DESERT - A Multi-Scale Study Of A Large Active Shear Zone, The Dead Sea Transform
نوع المنشور
بحث أصيل
  • Weber, M.
  • Ben-Avraham, Z.
  • Abu-Ayyash, K.
  • Radwan J. El-Kelani
  • the Desert Working Group: DESERT

How do shear zones work and what controls them ? To be able to address this central question of plate tectonics, the DEad SEa Rift Transect (DESERT) group performed an interdisciplinary and multi-scale study of the Dead Sea Rift. DESERT consists of several coincident seismic, magnetotelluric and seismological sub-projects performed by partners from Germany, Israel, Jordan and Palestine. The Dead Sea Rift / Dead Sea Transform acts as the hinge between the Alpine-Himalayan mountain belt and the Afro-Arabian rift system and has a left-lateral motion of about 105 km as of today. The nearly linear structure of this world geological site provides a natural laboratory to study large active faults. The key to understanding the geodynamics and plate tectonics in this region, is a detailed knowledge of the crustal and upper mantle structure on scales from plate tectonics to meters. This presentation will give an overview of the results of the seismic/seismological and magnetotelluric sub-projects of DESERT: (a) Wide-angle reflection/refraction; (b) Near-vertical reflection; (c) Controlled source array; (d) Passive seismological array; (e) Magnetotelluric pilot-study. One result on the plate tectonic scale is that the Moho depth gradually increases from 28 to 38 km along the profile, but that no Moho updoming is observed under the "rift". Therefore it seems that the mantle only played a minor role in the extension process associated with the rift. On the meter scale it was possible to excite fault guided waves which indicate that the low-velocity zone associated with the fault zone shows a velocity reduction of 10 to 25 \%, but only a width of 10 to 20 meters.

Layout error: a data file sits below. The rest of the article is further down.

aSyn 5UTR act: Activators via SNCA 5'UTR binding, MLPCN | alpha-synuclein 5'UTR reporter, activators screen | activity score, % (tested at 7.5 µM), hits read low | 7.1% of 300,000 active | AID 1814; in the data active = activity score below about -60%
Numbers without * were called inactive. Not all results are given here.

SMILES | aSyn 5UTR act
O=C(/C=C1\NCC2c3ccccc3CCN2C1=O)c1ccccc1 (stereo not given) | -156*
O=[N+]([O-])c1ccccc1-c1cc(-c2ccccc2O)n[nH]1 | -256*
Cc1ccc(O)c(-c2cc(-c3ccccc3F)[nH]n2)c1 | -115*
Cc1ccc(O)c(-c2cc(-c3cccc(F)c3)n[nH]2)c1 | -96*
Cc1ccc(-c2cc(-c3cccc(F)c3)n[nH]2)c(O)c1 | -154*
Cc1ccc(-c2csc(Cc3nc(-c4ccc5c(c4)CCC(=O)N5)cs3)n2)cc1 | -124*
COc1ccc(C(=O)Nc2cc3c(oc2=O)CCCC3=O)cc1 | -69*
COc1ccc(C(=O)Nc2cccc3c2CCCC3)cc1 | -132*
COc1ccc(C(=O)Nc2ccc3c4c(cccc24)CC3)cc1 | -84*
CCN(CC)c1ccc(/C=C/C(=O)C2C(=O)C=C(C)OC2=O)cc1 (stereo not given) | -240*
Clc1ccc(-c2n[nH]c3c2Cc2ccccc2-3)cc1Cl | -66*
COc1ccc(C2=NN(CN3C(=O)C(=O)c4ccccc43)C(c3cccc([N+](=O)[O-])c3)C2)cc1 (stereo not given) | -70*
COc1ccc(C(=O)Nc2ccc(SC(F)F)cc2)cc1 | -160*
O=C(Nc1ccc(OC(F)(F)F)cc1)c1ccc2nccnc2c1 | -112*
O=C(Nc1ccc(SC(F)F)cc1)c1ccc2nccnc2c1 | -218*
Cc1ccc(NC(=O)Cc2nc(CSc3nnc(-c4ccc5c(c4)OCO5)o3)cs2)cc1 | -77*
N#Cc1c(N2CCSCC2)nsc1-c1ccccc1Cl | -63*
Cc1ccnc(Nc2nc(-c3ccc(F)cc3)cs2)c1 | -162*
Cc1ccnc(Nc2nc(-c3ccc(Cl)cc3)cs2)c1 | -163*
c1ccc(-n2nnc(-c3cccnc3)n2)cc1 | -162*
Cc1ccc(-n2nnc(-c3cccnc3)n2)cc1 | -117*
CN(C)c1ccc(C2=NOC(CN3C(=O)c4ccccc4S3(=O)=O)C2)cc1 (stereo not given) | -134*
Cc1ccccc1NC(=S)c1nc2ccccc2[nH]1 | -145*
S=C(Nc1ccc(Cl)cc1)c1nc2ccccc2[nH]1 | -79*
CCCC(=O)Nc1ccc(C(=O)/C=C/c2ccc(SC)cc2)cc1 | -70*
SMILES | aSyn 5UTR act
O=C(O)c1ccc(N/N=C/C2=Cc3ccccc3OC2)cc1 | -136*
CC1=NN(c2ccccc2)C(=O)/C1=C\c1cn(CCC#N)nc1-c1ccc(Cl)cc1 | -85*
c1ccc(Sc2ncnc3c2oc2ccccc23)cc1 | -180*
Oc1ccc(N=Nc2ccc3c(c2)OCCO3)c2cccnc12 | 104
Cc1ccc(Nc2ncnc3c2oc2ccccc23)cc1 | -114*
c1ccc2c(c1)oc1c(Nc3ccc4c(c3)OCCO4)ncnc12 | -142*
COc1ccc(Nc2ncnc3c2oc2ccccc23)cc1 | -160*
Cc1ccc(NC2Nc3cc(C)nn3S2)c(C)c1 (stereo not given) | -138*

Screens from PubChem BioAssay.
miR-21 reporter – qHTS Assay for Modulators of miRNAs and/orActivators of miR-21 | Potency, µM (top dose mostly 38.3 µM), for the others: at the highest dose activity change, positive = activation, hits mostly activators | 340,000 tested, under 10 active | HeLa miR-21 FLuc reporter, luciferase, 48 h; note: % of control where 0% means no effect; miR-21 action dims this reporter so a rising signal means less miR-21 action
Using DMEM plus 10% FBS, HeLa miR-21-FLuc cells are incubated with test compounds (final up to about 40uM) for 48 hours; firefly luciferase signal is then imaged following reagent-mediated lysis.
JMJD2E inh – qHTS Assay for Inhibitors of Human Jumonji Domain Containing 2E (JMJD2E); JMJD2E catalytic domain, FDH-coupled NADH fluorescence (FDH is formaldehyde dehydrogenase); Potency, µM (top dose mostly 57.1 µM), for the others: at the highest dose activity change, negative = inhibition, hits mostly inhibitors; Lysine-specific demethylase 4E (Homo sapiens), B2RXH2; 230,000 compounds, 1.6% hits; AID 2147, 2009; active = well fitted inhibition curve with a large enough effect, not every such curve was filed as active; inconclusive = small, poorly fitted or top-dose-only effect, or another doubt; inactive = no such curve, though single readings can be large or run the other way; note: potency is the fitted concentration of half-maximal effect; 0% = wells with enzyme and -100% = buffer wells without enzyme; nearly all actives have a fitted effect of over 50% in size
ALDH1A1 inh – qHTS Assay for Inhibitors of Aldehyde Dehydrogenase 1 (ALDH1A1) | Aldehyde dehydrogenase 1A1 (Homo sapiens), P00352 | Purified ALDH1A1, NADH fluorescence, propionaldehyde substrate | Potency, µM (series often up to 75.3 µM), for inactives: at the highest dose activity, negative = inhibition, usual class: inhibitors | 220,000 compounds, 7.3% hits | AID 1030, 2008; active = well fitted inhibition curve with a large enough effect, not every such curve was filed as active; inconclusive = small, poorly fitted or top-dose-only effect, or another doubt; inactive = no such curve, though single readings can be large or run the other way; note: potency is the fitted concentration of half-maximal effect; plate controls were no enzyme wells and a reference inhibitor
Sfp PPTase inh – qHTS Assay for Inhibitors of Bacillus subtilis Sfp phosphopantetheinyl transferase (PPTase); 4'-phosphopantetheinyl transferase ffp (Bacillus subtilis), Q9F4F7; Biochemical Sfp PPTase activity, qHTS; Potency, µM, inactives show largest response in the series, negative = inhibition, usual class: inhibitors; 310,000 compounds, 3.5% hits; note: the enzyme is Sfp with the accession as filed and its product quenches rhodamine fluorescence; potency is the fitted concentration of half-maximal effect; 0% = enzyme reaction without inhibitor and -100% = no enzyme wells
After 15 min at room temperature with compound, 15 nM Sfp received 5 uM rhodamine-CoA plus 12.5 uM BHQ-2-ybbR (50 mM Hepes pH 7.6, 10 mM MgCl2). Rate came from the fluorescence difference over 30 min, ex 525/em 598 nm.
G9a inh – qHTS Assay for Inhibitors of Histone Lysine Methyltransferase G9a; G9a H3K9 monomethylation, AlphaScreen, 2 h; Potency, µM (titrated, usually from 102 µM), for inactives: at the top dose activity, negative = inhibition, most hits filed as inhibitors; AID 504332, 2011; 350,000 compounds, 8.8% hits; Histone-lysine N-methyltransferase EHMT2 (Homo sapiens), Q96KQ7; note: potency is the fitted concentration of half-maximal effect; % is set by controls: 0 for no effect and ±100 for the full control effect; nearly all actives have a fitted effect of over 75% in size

Eos Trans. AGU, 82(47), Fall Meet. Suppl.
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